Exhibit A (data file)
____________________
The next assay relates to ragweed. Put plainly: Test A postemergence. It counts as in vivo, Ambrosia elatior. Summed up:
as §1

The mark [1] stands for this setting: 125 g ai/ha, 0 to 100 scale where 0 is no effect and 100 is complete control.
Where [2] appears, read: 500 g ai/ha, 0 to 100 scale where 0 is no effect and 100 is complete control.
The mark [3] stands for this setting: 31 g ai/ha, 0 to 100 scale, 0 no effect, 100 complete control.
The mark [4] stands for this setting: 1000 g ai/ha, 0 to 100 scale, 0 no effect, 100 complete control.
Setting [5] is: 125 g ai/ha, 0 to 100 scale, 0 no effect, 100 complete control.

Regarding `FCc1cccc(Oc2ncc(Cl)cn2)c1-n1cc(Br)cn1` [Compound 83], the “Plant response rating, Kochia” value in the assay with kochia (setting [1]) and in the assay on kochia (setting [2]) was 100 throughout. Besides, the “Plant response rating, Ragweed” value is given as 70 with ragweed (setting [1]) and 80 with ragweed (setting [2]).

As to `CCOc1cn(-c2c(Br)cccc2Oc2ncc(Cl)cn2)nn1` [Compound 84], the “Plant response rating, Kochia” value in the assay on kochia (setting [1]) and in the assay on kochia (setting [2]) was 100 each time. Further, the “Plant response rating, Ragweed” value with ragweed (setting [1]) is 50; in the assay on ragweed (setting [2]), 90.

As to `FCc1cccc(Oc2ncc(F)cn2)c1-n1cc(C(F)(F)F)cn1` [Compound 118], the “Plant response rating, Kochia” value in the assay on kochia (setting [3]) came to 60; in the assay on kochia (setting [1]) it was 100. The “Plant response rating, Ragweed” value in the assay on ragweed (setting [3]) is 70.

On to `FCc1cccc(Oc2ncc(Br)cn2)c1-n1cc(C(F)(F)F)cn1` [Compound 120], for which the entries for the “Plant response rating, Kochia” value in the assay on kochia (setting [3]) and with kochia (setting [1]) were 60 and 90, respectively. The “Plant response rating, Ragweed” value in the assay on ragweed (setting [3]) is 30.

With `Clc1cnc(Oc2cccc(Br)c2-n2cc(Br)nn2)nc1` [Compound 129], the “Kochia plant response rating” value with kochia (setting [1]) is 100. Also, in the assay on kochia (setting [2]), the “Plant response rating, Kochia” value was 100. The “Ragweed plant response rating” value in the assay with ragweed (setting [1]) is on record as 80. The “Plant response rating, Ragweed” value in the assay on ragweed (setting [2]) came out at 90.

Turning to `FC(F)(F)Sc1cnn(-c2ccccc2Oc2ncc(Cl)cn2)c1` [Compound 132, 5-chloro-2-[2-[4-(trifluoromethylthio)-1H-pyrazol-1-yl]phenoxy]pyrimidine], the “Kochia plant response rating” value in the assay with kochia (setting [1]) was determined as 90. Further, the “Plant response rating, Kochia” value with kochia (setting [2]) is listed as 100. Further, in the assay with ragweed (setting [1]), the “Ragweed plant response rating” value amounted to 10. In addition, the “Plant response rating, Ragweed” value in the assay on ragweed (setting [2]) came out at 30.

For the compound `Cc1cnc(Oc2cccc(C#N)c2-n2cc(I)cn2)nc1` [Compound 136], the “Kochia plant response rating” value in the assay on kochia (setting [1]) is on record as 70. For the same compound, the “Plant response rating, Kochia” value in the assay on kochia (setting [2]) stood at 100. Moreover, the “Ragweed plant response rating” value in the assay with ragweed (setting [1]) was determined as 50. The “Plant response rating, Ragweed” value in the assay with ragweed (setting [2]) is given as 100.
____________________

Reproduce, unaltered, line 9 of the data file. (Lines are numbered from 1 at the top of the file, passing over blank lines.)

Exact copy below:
As to `CCOc1cn(-c2c(Br)cccc2Oc2ncc(Cl)cn2)nn1` [Compound 84], the “Plant response rating, Kochia” value in the assay on kochia (setting [1]) and in the assay on kochia (setting [2]) was 100 each time. Further, the “Plant response rating, Ragweed” value with ragweed (setting [1]) is 50; in the assay on ragweed (setting [2]), 90.